• Sun
  • Nov 23, 2014
  • Updated: 2:12pm

M&A muddle gives warning

PUBLISHED : Thursday, 24 October, 2002, 12:00am
UPDATED : Thursday, 24 October, 2002, 12:00am
 

WHEN INFLUENTIAL MORGAN Stanley economist Stephen Roach recently issued a research note that began by describing China as 'the closest thing to an oasis in an otherwise struggling global economy', one United States-based executive forwarded it on to colleagues with the following exclamation: 'Things are hopping in China! Pack your bags folks.'


Though the research note's core point was a cautionary one about the global deflationary implications of China's dramatic export-led growth, it began by emphasising the mainland's strong gross domestic product and export figures for this year. It also pointed to the China Securities Regulatory Commission's recent decision to allow - in principle - foreign and privately owned takeovers of listed state-owned enterprises (SOEs) as evidence that 'the restructuring of SOEs is unstoppable and new market-opening reforms continue to be put in place in the aftermath of China's accession to the World Trade Organisation [WTO]'.


The executive's reaction to Mr Roach's initial observations is a good example of the unbridled optimism with which many multinationals view the mainland in light of its WTO accession.


As such, it is reminiscent of the giddiness that infected China's foreign investment community in the mid and late-1990s, before the hard realities of doing business there induced a hangover - albeit only a temporary one.


But for those foreign investors who have once again been bitten by the China bug, draft merger and acquisition (M&A) measures published this week should serve as a cautionary reminder that their wildest China dreams are not going to be realised overnight.


The draft temporary measures were released Tuesday by the Ministry of Foreign Trade and Economic Co-operation (Moftec) through the China Securities Journal.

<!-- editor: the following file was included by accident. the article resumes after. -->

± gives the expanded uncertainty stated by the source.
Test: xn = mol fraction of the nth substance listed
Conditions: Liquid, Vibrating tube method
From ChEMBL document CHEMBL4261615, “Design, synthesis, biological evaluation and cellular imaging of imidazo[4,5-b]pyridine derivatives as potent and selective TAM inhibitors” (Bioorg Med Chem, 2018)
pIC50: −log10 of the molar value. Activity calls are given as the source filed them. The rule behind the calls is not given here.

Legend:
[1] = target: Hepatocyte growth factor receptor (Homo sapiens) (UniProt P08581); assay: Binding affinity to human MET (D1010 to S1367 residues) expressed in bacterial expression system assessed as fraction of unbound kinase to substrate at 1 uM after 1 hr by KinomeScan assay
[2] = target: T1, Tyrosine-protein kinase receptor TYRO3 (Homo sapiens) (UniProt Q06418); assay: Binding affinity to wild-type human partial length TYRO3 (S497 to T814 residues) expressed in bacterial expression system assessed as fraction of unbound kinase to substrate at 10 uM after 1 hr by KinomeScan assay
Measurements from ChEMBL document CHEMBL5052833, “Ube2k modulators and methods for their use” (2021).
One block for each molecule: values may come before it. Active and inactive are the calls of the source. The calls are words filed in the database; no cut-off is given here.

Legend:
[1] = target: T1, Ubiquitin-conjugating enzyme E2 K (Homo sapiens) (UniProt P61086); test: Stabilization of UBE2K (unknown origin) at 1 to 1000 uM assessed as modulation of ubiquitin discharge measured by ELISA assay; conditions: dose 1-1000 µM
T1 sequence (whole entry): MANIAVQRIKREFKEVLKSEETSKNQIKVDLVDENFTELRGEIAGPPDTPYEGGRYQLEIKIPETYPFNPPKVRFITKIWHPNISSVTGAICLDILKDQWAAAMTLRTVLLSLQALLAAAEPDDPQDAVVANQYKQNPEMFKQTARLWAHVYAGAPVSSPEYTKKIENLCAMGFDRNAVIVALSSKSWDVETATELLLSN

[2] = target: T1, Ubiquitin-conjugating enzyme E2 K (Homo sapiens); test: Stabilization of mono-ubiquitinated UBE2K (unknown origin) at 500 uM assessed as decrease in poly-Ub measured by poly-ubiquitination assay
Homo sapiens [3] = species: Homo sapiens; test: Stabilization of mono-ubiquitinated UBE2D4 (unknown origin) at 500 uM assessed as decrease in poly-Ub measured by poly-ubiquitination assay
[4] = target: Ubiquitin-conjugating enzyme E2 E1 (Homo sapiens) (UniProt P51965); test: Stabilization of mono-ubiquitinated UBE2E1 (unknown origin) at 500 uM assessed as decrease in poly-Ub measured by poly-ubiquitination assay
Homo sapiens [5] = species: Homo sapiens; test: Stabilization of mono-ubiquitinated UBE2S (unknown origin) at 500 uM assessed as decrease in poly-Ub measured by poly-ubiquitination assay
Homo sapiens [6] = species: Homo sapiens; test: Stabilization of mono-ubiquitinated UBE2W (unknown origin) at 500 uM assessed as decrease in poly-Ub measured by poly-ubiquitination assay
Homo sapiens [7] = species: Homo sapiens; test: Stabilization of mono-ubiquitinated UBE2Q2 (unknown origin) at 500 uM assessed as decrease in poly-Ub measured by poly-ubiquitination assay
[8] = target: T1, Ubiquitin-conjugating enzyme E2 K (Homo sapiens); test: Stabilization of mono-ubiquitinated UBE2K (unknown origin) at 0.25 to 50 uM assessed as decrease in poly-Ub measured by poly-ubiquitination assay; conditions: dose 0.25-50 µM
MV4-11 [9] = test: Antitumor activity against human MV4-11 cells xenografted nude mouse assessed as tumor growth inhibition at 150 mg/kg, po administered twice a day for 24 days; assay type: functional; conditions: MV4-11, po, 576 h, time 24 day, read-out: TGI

In the absence of a law governing M&A activity on the mainland, any regulations that might at least eventually contribute to one are welcome.


'We've been waiting for lots of new laws that have been promised,' said Ken Davies, principal administrator of the China investment office at the Organisation for Economic Co-operation and Development in Paris.


What is not welcome are anti-trust provisions contained in the measures that specifically target foreign-invested enterprises (FIEs), rather than just monopolies in general.


'What is needed at the moment is some clarity on competition overall. If monopoly is a bad thing it's a bad thing. Discrimination against foreign firms is not what is needed,' said Mr Davies. Such discrimination would go against the trend towards 'liberalisation and the evolution of a rules-based investment environment'.


'The importance of having [a competition law] is that it helps to provide the type of environment where firms compete. This applies if a firm is domestically owned or foreign-owned.


'Just targeting FIEs tends to be the sort of thing that's on the agenda of large SOEs that are worried about foreign competition.'